From small‑town Truro to big dreams in Britain

- April 6, 2021

(Provided photo)
(Provided photo)

Robert Oulton (Class of ’98) always wanted to be a veterinarian.

“I had all kinds of animals growing up and wanted to be able to look after them and know what to do if one was sick,” he explains.  “I really wanted to be a farmer and a vet when I was little. I realized just one of those jobs was enough as I got older.”

Oulton is one of a long line of alumni in his family from Dalhousie's Agricultural Campus, including his great grandfather, grandfather, father and one uncle, his three older siblings and four cousins.  

“It seemed like the right place — especially as I was hoping to practice as a large animal vet if I could get into vet school,” he adds.

Oulton was not only accepted into the Atlantic Veterinary College in Prince Edward Island. He is now a senior veterinary surgeon in the United Kingdom.

“When I was in vet school, I took every opportunity to get out and see large specialized practices throughout the summers,” he says.  “I worked in Illinois, Alberta and Wisconsin during my summers, and visited practices in Kentucky, Florida, Ohio and Texas."

An international career

After graduation Robert accepted a position in Kentucky in a 40-vet equine practice. Part of his role was to accompany horses to other countries on flights, mainly to France, Ireland, and the UK.  

“I would spend a day or two in the UK each time and then fly back with other horses to the U.S. This led to me taking a job in the UK, and I have now been here 14 years.”

While in the UK, Oulton acquired a dressage horse, and while he didn’t compete himself, he became involved with British Dressage, providing lectures to local riders. Eventually a position within the National Youth Dressage Team became available in 2014. Oulton hasn’t looked back.

Initially, he advised on the management of competition horses throughout the year, eventually leading a British Team to the Federation Equestrian International European Dressage Championships each summer across many countries in Europe.

“From this experience, I was asked if I would be interested in working with the British Equestrian Federation, advising riders along with a diverse team of experts on an individual's path to championship teams representing Great Britain with the end goal being Olympic Games,” explains Oulton.

He began working with Eventing and Para-Dressage Teams in 2017 and is now the Senior Team Vet for the British Paralympic Dressage Team and will accompany the horses on their journey to Tokyo this summer.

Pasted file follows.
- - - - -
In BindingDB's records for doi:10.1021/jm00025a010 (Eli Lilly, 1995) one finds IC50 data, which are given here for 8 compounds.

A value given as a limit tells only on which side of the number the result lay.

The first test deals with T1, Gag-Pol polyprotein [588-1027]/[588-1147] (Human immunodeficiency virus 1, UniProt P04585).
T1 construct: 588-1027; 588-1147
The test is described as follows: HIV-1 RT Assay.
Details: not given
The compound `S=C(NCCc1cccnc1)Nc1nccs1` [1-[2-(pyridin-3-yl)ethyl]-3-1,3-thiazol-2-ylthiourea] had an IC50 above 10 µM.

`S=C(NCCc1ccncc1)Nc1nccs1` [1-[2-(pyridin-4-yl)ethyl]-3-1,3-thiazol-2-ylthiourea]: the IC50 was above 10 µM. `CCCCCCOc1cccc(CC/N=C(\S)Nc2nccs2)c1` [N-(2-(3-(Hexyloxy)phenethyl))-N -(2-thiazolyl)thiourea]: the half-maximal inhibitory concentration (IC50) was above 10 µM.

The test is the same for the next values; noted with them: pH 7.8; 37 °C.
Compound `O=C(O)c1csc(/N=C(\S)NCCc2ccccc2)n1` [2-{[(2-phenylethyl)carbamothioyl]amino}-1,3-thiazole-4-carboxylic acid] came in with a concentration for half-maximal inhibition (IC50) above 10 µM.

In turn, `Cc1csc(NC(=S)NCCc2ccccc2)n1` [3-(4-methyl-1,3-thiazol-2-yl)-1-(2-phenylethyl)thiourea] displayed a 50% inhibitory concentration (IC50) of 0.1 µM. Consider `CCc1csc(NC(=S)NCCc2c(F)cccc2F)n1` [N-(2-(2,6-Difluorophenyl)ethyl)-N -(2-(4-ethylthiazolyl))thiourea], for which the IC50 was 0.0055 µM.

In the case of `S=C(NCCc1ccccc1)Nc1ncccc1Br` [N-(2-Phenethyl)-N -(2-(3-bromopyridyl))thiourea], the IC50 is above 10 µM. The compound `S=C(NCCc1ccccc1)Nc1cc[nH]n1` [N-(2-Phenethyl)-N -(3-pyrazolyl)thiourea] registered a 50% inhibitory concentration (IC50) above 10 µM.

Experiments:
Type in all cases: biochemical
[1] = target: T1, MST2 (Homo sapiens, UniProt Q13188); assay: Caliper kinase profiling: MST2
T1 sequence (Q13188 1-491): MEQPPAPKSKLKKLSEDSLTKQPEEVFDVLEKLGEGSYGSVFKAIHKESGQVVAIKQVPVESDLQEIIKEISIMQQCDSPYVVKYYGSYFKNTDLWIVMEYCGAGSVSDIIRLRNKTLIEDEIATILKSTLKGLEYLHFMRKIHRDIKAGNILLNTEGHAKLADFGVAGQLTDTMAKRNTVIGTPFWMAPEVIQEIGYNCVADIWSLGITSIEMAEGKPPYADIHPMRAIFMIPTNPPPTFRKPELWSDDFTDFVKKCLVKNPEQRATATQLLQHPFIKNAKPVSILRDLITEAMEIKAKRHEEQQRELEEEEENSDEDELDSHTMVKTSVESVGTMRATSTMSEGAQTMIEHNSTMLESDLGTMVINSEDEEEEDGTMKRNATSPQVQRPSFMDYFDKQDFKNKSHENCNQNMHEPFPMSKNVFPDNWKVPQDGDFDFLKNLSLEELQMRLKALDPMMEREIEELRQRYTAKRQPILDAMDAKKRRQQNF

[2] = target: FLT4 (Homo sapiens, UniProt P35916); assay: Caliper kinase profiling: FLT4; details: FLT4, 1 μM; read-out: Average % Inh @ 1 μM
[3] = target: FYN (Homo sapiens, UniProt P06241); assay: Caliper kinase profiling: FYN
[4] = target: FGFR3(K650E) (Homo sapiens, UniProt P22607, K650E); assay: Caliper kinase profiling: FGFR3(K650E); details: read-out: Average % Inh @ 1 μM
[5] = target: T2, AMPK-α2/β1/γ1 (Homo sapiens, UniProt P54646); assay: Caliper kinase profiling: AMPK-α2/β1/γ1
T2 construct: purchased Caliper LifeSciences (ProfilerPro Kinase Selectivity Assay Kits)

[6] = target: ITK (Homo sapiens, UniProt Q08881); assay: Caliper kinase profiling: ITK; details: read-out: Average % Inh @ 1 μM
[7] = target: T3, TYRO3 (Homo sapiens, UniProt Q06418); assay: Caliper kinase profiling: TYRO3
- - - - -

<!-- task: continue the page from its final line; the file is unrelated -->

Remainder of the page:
No typical day

Alongside these commitments, Oulten still works day-to-day in equine practice with a team of five vets he mentors.

There is no typical day for Oulton. If he is working with one of the teams at training sessions, he helps to evaluate a horse's progress alongside farriers, physiotherapists, saddlers, trainers and other specialists making suggestions on how to optimize a horse's athletic ability and performance in a particular sport.

“If I am traveling with horses, it involves daily assessments of each horse in the morning, watching them train or compete and dealing with any hiccups along the way,” he explains

He also evaluates horses in his practice for lameness or other treatments and is mainly involved when horses are having issues with performance or may be traveling to examine horses prior to purchase.

“Horses are horses no matter their function or value and all need to be treated equally,” stresses Oulton. "The biggest challenges are getting to the root of very subtle issues with horses, particularly when the cause could be behavioural rather than just physical. The best part is working with horses of such a high calibre and working within a sport at a level I would never have achieved as a rider.”

A brush with Royalty

And speaking of high-calibre horses, Oulton also had the chance to assist with some Royal horses as he briefly worked for the Queen’s personal vet.

“I have assisted with the Queen's horses both at Buckingham Palace and when they were at Windsor Castle,” he says.  “This was for her personal riding horses and carriage horses.  It was certainly quite exciting seeing behind-the-scenes at both amazing stables.“

His advice for those considering a career in veterinary medicine?

“Go for it! Visit as many places and people as you can to see what you like and what you don't. I started applying to vet school expecting to be a dairy vet but ended up only doing horses my entire career."


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